I am not a racist. I am not a Racist! I am not a RACIST! I wanted to hire a person to call people in the machining business to prospect for surplus machinery for sale and find potential customers. I decided to place an ad on a local Internet classifieds page mostly used by people looking for a plumber or exchanging muffin recipes. This approach had worked beautifully two months ago in locating a new factory employee whose wife saw our wanted ad an hour after we had placed it. She called, set up an appointment for her husband, and I hired him on the spot.
The area I live in is predominantly African American, so I anticipated calls mainly from Black women. And I anticipated my problem. How would my 99% White clientele treat a woman who speaks with a “Black accent”? Just writing that sentence offends me. I hate that I care about the reaction of biased phone answerers, but then I think of myself and how I unconsciously respond to “Black English” when I hear it. Viscerally I recognize it immediately and discount the speaker.
My job is to run a business and make money. If a “Black accent” makes a potential customer tune out the caller, that caller has failed in that mission.
Does that mean I have to rule out hiring a pleasant glib telephone prober who happens to sound “Black” on the phone? Can she help how she sounds? Does it occur to her that the community she will be connecting with might reject her because of an initial reaction to her voice?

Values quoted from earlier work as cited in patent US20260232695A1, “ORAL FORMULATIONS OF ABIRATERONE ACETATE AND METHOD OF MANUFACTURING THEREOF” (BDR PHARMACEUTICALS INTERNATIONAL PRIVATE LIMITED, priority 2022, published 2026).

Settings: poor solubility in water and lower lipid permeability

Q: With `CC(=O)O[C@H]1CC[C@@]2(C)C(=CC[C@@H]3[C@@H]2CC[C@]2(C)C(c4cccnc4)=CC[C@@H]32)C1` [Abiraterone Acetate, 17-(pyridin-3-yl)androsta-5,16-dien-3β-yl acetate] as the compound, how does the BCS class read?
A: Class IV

Maybe I am all wrong about this. Maybe it is my own deep-seated racism speaking to me and the machining audience does not notice it or care. I don’t know.
I do know that my own racism plagues me every day. I hate my own biases. I deliberately try to behave as if I am pure of heart and mind on race. But that doesn’t get me off the hook.
My next-door neighbors are Black. My neighborhood schools are comprised primarily of Black students. My wife’s educational therapy practice has mostly Black kids. But I am not color blind and I never will be, I regret to say.
I am stuck with being who I am. I can feel something, but I don’t have to act on it. I don’t have to discriminate.
And then I hear the voice on the phone and I am silently tormented by my wicked personal racial facts of life. The voice won’t work for this job. I know it. Damn it. I know it. I hired a White woman with a “White voice.” Racism stinks. Racism is awful. Lloyd, you are a racist.
Question: Do you feel racist sometimes?